Lupe Valdez and Andrew White, the Democrats vying for a chance to face Gov. Greg Abbott in November, are preparing for their only debate of the primary campaign, to be held Friday in Austin. It won’t be broadcast, but will be livestreamed by KXAN-TV in Austin and aired by Spectrum News in Austin and San Antonio. And the Republican incumbent isn’t waiting around to see who will win the May 22 runoff. Abbott has released a campaign ad calling Valdez “too liberal for Texas.”
Brandon Rottinghaus, a political science professor at the University of Houston, says Abbott would prefer to run against Valdez.
“He’s definitely turning the volume up to 11,” Rottinghaus says. “He had signaled that he wanted to run against Valdez because, I think, the matchup for him is much better than it is for White.”
Rottinghaus says Abbott’s efforts could play into White’s hands, though, since one of the centrist Democrat’s arguments to voters is that he, not Valdez, can beat Abbott.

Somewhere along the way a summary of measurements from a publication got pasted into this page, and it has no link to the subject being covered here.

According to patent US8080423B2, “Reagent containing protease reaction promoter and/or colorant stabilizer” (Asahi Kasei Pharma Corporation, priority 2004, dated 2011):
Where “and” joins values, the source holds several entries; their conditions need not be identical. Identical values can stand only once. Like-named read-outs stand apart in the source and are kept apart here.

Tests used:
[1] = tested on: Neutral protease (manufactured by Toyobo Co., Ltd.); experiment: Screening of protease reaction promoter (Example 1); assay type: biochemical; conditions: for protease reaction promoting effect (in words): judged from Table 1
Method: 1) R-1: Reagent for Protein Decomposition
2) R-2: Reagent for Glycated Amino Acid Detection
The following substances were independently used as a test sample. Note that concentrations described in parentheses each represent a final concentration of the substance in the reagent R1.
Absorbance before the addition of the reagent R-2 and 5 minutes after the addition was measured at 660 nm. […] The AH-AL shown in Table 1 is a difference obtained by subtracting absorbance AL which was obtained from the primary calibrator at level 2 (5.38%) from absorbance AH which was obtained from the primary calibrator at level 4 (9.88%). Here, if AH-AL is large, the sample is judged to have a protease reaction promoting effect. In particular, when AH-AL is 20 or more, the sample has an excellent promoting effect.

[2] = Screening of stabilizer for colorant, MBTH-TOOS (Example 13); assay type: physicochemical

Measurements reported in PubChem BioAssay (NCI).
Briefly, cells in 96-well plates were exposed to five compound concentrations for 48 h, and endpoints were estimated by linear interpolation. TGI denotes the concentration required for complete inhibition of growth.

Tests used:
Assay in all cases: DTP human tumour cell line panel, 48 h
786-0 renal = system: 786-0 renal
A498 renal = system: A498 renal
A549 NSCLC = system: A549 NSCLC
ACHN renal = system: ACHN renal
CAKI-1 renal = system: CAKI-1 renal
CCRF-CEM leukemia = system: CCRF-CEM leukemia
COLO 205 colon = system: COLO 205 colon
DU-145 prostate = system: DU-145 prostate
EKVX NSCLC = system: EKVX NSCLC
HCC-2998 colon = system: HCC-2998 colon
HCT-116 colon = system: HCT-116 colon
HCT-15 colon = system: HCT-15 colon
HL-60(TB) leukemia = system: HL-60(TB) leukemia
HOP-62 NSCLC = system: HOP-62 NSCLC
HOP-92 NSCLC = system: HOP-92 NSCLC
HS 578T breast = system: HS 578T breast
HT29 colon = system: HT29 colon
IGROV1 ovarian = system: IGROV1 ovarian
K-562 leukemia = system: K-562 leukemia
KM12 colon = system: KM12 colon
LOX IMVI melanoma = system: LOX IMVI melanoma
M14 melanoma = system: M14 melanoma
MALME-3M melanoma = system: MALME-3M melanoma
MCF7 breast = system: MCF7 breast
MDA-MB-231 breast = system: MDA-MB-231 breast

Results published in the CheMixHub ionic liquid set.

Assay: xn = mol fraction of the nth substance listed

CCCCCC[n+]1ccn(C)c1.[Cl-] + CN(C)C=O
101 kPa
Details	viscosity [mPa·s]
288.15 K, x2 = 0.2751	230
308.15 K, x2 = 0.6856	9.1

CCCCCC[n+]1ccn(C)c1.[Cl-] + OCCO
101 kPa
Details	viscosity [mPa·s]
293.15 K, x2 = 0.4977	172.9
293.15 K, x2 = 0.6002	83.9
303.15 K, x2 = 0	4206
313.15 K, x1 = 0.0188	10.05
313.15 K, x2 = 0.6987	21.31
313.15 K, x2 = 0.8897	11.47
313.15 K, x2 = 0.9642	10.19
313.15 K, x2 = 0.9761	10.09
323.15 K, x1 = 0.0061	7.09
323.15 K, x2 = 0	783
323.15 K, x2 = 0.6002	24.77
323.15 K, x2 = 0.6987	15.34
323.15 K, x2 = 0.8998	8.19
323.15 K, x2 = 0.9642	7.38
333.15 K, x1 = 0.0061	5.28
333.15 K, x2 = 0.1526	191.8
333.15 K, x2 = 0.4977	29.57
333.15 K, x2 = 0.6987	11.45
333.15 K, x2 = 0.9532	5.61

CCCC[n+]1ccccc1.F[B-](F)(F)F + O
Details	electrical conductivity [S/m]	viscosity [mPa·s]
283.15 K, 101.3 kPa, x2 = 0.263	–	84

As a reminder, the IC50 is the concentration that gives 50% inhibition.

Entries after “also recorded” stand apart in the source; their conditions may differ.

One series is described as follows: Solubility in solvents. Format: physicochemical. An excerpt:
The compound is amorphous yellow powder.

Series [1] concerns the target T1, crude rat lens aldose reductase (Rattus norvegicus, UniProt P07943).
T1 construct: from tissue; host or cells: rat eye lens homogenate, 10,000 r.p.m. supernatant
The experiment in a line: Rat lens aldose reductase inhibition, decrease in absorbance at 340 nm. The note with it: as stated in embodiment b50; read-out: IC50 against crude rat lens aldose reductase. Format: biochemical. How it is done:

The race between Valdez and White has changed considerably since she came in first on primary day in March.
“There’s been some concern that Valdez’s ability to handle tough questions isn’t all there – basic questions about her time as sheriff, and how she interacted with the federal government with respect to immigration issues,” Rottinghaus says.
In Friday’s debate, Valdez needs to articulate her progressive stance on immigration and how she dealt with the federal government during her time as Dallas County Sheriff.
White, who is the son of former Governor Mark White, is a Houston businessman, who’s positioning himself as a political outsider.
“He needs to press the case that he’s one of the only candidates that’s presented a series of plans, and these plans have been panned to some degree because the funding has been a little unusual,” Rottinghaus says.
Written by Shelly Brisbin.